Senate Moves to Block Obama's Gitmo Agenda
Before they leave for Christmas break, Senate Democrats are trying to pass a massive bill to fund the government through the end of the current fiscal year, which began October 1st. Twelve separate spending measures have been wrapped into the "omnibus" bill -- as well as language that would keep the Obama administration from holding trials for Guantanamo Bay prison detainees or detaining them on U.S. soil.
The administration wants to try and move the detainees as part of its effort to close the controversial facility. President Obama has already missed his deadline to close the facility within one year of taking office.
The 1,900-plus-page bill includes language prohibiting the Justice Department from acquiring a prison facility to incarcerate or detain current Guantanamo Bay detainees in the United States. Congress is also attempting to use its power of the purse to curb the White House's policy goals: the omnibus bill does not include the funding requested by the administration for first year costs of criminal trials for some former Guantanamo detainees.
A Senate summary of the bill says the funding was left out "because the Administration's plan for these trials is still undefined."
The House passed a measure last week barring the transfer of Guantanamo Bay prison detainees to the United States. Attorney General Eric Holder subsequently sent a letter to Senate leaders urging them to abandon the legislation.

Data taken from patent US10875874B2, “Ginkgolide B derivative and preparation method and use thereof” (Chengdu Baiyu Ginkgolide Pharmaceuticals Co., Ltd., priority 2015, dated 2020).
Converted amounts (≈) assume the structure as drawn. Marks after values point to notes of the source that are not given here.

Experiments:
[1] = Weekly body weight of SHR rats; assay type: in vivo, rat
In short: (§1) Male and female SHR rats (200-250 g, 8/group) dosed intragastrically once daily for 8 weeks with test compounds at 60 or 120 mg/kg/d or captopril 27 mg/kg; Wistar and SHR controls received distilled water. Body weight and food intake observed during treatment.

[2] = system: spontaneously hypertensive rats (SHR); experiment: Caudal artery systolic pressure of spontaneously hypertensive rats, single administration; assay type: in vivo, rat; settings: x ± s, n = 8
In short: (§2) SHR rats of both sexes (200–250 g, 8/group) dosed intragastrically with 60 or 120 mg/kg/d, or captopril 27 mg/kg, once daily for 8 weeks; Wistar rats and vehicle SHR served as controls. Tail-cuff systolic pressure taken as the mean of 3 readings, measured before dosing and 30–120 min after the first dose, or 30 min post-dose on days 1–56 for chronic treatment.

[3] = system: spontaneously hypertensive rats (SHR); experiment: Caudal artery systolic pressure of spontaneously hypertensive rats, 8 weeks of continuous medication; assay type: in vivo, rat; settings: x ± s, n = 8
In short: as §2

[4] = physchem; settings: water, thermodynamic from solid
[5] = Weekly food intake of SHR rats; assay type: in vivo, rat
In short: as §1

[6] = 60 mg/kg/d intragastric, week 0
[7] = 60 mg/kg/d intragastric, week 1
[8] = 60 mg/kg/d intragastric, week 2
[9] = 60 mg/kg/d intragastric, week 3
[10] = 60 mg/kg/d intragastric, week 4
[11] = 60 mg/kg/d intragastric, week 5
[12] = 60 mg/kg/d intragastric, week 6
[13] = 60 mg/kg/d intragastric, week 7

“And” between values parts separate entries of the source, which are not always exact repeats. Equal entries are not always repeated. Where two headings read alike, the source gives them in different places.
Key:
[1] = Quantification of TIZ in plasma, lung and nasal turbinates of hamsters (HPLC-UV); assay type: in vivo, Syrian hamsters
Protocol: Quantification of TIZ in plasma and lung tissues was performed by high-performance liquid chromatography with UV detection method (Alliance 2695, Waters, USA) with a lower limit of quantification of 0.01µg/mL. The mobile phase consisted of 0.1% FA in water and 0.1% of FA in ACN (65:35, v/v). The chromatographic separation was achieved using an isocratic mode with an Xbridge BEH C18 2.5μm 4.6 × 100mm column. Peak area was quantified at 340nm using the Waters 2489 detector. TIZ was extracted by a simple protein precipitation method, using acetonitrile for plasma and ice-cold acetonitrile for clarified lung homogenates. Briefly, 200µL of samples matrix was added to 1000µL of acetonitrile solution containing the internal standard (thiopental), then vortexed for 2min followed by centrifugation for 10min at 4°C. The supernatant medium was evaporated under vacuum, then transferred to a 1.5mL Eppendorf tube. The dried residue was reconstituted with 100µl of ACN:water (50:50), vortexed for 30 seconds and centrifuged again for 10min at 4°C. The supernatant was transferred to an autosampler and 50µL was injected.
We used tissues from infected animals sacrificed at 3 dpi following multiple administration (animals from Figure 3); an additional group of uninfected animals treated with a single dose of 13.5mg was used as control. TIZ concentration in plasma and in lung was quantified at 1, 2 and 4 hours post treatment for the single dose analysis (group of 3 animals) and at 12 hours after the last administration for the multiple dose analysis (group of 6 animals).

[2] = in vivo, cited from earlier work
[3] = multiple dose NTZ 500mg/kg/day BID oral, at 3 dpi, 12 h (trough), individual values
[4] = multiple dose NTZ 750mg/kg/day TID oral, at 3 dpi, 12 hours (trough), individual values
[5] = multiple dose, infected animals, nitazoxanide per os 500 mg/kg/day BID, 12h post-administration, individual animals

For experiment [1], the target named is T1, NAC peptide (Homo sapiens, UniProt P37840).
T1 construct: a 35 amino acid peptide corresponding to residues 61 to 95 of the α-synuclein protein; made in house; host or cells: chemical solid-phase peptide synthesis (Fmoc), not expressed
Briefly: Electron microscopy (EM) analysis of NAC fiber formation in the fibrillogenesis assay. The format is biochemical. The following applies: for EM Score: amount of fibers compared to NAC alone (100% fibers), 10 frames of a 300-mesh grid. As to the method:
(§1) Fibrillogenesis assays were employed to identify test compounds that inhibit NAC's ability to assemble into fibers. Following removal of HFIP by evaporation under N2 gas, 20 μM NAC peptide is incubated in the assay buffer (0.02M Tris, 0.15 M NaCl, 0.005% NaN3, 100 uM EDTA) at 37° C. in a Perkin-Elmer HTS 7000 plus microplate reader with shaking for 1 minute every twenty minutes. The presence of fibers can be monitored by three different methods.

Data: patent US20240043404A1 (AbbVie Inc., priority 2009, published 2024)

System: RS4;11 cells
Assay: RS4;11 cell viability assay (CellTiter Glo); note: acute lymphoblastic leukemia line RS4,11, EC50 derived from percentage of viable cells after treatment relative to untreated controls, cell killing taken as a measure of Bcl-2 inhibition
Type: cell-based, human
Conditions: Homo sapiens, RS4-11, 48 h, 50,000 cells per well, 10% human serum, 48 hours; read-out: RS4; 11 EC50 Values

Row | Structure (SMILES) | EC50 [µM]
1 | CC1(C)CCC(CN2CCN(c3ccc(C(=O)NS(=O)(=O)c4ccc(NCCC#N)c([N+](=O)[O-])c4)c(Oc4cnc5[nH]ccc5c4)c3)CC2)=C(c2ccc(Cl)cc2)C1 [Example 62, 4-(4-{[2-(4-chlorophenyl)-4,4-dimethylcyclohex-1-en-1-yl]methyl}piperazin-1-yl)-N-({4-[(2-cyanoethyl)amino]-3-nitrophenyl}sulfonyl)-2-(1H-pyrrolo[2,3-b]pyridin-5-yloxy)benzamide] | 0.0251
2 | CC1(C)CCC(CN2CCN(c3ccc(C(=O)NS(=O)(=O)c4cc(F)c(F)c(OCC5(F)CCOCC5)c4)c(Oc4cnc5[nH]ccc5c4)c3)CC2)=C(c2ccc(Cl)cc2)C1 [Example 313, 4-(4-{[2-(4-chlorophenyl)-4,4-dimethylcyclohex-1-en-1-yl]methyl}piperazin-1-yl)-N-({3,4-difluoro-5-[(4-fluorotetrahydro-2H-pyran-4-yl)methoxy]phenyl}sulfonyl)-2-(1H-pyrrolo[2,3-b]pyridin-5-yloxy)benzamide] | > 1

"In order to protect the American people as effectively as possible, we must be in a position to use every lawful instrument of national power to ensure that terrorists are brought to justice and can no longer threaten American lives," Holder wrote.
Decisions about when and where to try terrorist suspects should be determined on an individual basis, Holder said, and preventing that would have serious implications the impartiality of the justice system. "It would be a mistake to tie the hands of the President and his national security advisers now," he said.
The legislation comes after the trial of Ahmed Ghailani, the first Guantanamo detainee to be tried in civilian court. Ghailani was convicted of one conspiracy charge but acquitted of more than 280 other charges related to the 1998 bombings of U.S. embassies in Africa. While Ghailani faces 20 years to life in prison, some called the verdict proof that the administration's plans to try alleged terrorists in federal courts risks letting them go free.
Senate Democrats are rounding up votes for the omnibus bill, which would fund the federal government through Sept. 30, 2011, and say they are hopeful they can get the 60 votes needed to overcome a filibuster. Some Senate Republicans, however, are expressing their strong reservations with the measure.
Republican Sen. John Cornyn of Texas blasted his Democratic colleagues for combining so many spending bills "before anyone can read them."
"This political end-around reveals just how quickly my colleagues across the aisle have already forgotten the voters' message in November, and I urge Senate Democrats to keep the wishes of the American people in mind as they consider this move," he said.
Republican Sen. Jim DeMint of South Carolina, meanwhile, criticized the bill for its thousands of pet projects, known as earmarks, which were added by Democratic and GOP senators alike (despite a pledge by Republicans to give up such projects next year).
"Americans loudly demanded an end to the runaway spending, but Democrats are intent on raiding every taxpayer dollar that they can grab from the Treasury on their way out of power," DeMint said in a statement.
DeMint said he and other Republicans will force Democrats to read the bill on the Senate floor.
Incoming Republican House speaker John Boehner, meanwhile, is calling on Mr. Obama to veto the measure if it passes.
"If President Obama is truly serious about ending earmarks, he should oppose Senate Democrats' pork-laden omnibus spending bill and announce he will veto it if necessary," he said.
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